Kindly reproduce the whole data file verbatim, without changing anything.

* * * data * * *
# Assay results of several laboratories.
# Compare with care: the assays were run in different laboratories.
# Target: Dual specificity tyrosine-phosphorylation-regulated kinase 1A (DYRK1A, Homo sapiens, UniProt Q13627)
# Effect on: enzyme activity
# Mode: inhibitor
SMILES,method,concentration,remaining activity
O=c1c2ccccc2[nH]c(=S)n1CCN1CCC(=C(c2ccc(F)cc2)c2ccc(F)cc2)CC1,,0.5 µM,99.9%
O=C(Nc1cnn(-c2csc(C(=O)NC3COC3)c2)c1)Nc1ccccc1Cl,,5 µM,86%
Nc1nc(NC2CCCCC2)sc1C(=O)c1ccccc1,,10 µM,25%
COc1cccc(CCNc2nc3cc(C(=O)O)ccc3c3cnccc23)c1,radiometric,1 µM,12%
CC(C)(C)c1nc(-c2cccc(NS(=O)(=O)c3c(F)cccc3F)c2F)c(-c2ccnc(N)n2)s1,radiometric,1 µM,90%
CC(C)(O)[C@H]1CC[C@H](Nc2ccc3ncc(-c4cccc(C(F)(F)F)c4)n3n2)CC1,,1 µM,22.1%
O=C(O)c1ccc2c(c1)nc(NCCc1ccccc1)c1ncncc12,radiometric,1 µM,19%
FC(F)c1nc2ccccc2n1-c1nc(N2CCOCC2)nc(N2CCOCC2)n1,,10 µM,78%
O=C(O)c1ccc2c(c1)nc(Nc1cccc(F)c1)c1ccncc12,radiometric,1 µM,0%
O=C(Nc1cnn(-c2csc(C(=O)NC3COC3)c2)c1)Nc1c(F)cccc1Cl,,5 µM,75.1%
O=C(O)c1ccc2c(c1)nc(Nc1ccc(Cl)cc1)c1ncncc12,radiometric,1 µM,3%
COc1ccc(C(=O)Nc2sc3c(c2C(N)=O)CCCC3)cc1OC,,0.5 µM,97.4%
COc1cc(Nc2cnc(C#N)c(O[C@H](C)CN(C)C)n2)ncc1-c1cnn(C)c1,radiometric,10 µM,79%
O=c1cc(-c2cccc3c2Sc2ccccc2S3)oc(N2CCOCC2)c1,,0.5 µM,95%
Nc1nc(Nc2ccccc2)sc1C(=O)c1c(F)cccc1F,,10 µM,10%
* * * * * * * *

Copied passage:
# Assay results of several laboratories.
# Compare with care: the assays were run in different laboratories.
# Target: Dual specificity tyrosine-phosphorylation-regulated kinase 1A (DYRK1A, Homo sapiens, UniProt Q13627)
# Effect on: enzyme activity
# Mode: inhibitor
SMILES,method,concentration,remaining activity
O=c1c2ccccc2[nH]c(=S)n1CCN1CCC(=C(c2ccc(F)cc2)c2ccc(F)cc2)CC1,,0.5 µM,99.9%
O=C(Nc1cnn(-c2csc(C(=O)NC3COC3)c2)c1)Nc1ccccc1Cl,,5 µM,86%
Nc1nc(NC2CCCCC2)sc1C(=O)c1ccccc1,,10 µM,25%
COc1cccc(CCNc2nc3cc(C(=O)O)ccc3c3cnccc23)c1,radiometric,1 µM,12%
CC(C)(C)c1nc(-c2cccc(NS(=O)(=O)c3c(F)cccc3F)c2F)c(-c2ccnc(N)n2)s1,radiometric,1 µM,90%
CC(C)(O)[C@H]1CC[C@H](Nc2ccc3ncc(-c4cccc(C(F)(F)F)c4)n3n2)CC1,,1 µM,22.1%
O=C(O)c1ccc2c(c1)nc(NCCc1ccccc1)c1ncncc12,radiometric,1 µM,19%
FC(F)c1nc2ccccc2n1-c1nc(N2CCOCC2)nc(N2CCOCC2)n1,,10 µM,78%
O=C(O)c1ccc2c(c1)nc(Nc1cccc(F)c1)c1ccncc12,radiometric,1 µM,0%
O=C(Nc1cnn(-c2csc(C(=O)NC3COC3)c2)c1)Nc1c(F)cccc1Cl,,5 µM,75.1%
O=C(O)c1ccc2c(c1)nc(Nc1ccc(Cl)cc1)c1ncncc12,radiometric,1 µM,3%
COc1ccc(C(=O)Nc2sc3c(c2C(N)=O)CCCC3)cc1OC,,0.5 µM,97.4%
COc1cc(Nc2cnc(C#N)c(O[C@H](C)CN(C)C)n2)ncc1-c1cnn(C)c1,radiometric,10 µM,79%
O=c1cc(-c2cccc3c2Sc2ccccc2S3)oc(N2CCOCC2)c1,,0.5 µM,95%
Nc1nc(Nc2ccccc2)sc1C(=O)c1c(F)cccc1F,,10 µM,10%